US asset owners lag on net-zero commitments
As asset owners around the world pledge formal commitments to net-zero, data from Cerulli Associates shows that those in the US are lagging behind peers in Europe and Asia.
Cerulli finds that 44 percent of asset owners in Asia have pledged formal net-zero commitments, closely followed by 43 percent in Europe but less than a third (32 percent) in the US.
The new report, titled Net-zero investment, looks at how institutions’ own reporting requirements are becoming more ‘stringent’ as they increasingly seek out data to report on ESG issues to their own stakeholders.
‘In Europe, approximately 80 percent of institutional investors request data on their exposure to energy-transition risks and physical climate risks, and 61 percent request the carbon footprint of their portfolios,’ says Cerulli. ‘In Asia, portfolio-level exposure to climate risks (69 percent), security-level exposure to climate risk (74 percent) and scenario-testing metrics for climate change (57 percent) will be most requested by asset owners in the next two years.’
Although fewer US asset owners say they plan to embed climate risk into mandates than do those in Europe or Asia, Cerulli’s research still points to some notable numbers: 38 percent of US-based asset owners already require climate risk reporting from managers and 34 percent plan to within two years.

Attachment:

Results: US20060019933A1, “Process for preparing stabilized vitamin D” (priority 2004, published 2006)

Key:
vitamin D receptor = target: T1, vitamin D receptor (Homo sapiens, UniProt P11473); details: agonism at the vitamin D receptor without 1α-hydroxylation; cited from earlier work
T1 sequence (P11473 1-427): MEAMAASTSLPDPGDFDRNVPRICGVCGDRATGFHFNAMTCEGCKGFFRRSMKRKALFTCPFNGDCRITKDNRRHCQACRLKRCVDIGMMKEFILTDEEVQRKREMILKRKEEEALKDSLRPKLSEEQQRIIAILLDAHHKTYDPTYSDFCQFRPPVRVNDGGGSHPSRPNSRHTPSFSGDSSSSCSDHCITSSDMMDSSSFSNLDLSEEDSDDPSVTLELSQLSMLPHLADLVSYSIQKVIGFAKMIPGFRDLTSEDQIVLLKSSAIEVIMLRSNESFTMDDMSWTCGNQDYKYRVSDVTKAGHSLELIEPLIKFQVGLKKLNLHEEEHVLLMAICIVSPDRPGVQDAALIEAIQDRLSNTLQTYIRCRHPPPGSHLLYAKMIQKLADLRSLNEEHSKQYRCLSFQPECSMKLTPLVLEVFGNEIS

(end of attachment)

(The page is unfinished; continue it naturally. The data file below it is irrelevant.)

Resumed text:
Other areas of the firm’s research point to more positive figures from US asset owners. As Cerulli warns that ‘asset managers should anticipate a strong uptick in interest in measuring portfolio temperature’ over the coming 12-24 months, it notes that high numbers can already report on the carbon footprint of their portfolios: 88 percent of managers in Europe do so versus 79 percent in the US.
When it comes to reporting on exposure to energy-transition risks and physical climate risks, US asset owners lead, with almost a third (32 percent) able to report on this measure, compared with 29 percent in Europe. Meanwhile, 29 percent of managers in Europe are able to report on a 2°C scenario – notably ahead of the 18 percent in the US.
Cerulli says data remains the biggest obstacle. ‘Asset managers continue to face challenges and are seeking better-quality data,’ says David Fletcher, senior editor at the market intelligence firm, in a statement accompanying the launch of the report.
He adds that managers, especially those in Europe, that can quickly solve data and reporting challenges will be well positioned: ‘We believe institutional investors in this region will be looking to partner with asset managers that offer strong expertise in climate risk assessment and reporting. Such tools will be highly sought after by European institutional investors that are increasingly focused on scenario analysis and stress testing.’